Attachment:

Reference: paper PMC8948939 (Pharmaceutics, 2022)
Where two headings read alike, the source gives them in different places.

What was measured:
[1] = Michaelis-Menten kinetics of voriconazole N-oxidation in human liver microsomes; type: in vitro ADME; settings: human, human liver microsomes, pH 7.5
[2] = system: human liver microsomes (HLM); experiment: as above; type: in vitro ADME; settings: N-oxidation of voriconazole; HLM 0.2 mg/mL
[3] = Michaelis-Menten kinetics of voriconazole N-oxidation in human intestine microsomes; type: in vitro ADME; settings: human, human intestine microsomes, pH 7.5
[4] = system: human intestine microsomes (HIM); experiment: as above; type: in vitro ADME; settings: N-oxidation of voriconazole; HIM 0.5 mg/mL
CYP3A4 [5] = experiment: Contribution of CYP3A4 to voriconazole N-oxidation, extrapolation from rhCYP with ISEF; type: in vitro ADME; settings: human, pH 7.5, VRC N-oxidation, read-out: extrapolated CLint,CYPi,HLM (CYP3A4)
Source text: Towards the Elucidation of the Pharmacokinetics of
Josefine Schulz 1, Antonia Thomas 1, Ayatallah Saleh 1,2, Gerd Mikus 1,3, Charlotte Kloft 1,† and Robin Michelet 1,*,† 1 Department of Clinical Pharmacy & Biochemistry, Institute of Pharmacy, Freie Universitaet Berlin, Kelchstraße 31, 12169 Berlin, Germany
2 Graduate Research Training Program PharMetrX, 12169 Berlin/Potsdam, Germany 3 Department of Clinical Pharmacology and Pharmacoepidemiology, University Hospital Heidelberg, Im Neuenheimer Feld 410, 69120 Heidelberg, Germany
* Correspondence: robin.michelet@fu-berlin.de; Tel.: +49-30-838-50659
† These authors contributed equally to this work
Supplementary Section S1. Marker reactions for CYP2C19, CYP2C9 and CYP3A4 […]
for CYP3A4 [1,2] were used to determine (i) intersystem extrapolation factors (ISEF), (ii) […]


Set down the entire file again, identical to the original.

Reference: paper PMC8948939 (Pharmaceutics, 2022)
Where two headings read alike, the source gives them in different places.

What was measured:
[1] = Michaelis-Menten kinetics of voriconazole N-oxidation in human liver microsomes; type: in vitro ADME; settings: human, human liver microsomes, pH 7.5
[2] = system: human liver microsomes (HLM); experiment: as above; type: in vitro ADME; settings: N-oxidation of voriconazole; HLM 0.2 mg/mL
[3] = Michaelis-Menten kinetics of voriconazole N-oxidation in human intestine microsomes; type: in vitro ADME; settings: human, human intestine microsomes, pH 7.5
[4] = system: human intestine microsomes (HIM); experiment: as above; type: in vitro ADME; settings: N-oxidation of voriconazole; HIM 0.5 mg/mL
CYP3A4 [5] = experiment: Contribution of CYP3A4 to voriconazole N-oxidation, extrapolation from rhCYP with ISEF; type: in vitro ADME; settings: human, pH 7.5, VRC N-oxidation, read-out: extrapolated CLint,CYPi,HLM (CYP3A4)
Source text: Towards the Elucidation of the Pharmacokinetics of
Josefine Schulz 1, Antonia Thomas 1, Ayatallah Saleh 1,2, Gerd Mikus 1,3, Charlotte Kloft 1,† and Robin Michelet 1,*,† 1 Department of Clinical Pharmacy & Biochemistry, Institute of Pharmacy, Freie Universitaet Berlin, Kelchstraße 31, 12169 Berlin, Germany
2 Graduate Research Training Program PharMetrX, 12169 Berlin/Potsdam, Germany 3 Department of Clinical Pharmacology and Pharmacoepidemiology, University Hospital Heidelberg, Im Neuenheimer Feld 410, 69120 Heidelberg, Germany
* Correspondence: robin.michelet@fu-berlin.de; Tel.: +49-30-838-50659
† These authors contributed equally to this work
Supplementary Section S1. Marker reactions for CYP2C19, CYP2C9 and CYP3A4 […]
for CYP3A4 [1,2] were used to determine (i) intersystem extrapolation factors (ISEF), (ii) […]